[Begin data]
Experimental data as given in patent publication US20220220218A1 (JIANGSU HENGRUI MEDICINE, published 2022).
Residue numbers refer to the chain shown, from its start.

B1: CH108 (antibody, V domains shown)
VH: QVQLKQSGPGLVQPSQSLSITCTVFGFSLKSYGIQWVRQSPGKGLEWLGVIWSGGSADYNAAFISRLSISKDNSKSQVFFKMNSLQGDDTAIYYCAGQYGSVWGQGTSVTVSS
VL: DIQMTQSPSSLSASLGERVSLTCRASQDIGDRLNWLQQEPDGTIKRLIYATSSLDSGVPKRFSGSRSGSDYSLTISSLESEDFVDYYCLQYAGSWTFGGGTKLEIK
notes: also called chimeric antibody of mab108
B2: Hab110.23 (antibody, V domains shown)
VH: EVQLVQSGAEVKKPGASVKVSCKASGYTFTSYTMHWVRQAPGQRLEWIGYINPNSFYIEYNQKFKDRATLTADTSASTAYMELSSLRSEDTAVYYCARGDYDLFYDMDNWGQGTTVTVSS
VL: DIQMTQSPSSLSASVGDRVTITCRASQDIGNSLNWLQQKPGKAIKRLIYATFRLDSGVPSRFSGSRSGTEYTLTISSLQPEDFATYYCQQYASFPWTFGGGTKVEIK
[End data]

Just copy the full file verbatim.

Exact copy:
Experimental data as given in patent publication US20220220218A1 (JIANGSU HENGRUI MEDICINE, published 2022).
Residue numbers refer to the chain shown, from its start.

B1: CH108 (antibody, V domains shown)
VH: QVQLKQSGPGLVQPSQSLSITCTVFGFSLKSYGIQWVRQSPGKGLEWLGVIWSGGSADYNAAFISRLSISKDNSKSQVFFKMNSLQGDDTAIYYCAGQYGSVWGQGTSVTVSS
VL: DIQMTQSPSSLSASLGERVSLTCRASQDIGDRLNWLQQEPDGTIKRLIYATSSLDSGVPKRFSGSRSGSDYSLTISSLESEDFVDYYCLQYAGSWTFGGGTKLEIK
notes: also called chimeric antibody of mab108
B2: Hab110.23 (antibody, V domains shown)
VH: EVQLVQSGAEVKKPGASVKVSCKASGYTFTSYTMHWVRQAPGQRLEWIGYINPNSFYIEYNQKFKDRATLTADTSASTAYMELSSLRSEDTAVYYCARGDYDLFYDMDNWGQGTTVTVSS
VL: DIQMTQSPSSLSASVGDRVTITCRASQDIGNSLNWLQQKPGKAIKRLIYATFRLDSGVPSRFSGSRSGTEYTLTISSLQPEDFATYYCQQYASFPWTFGGGTKVEIK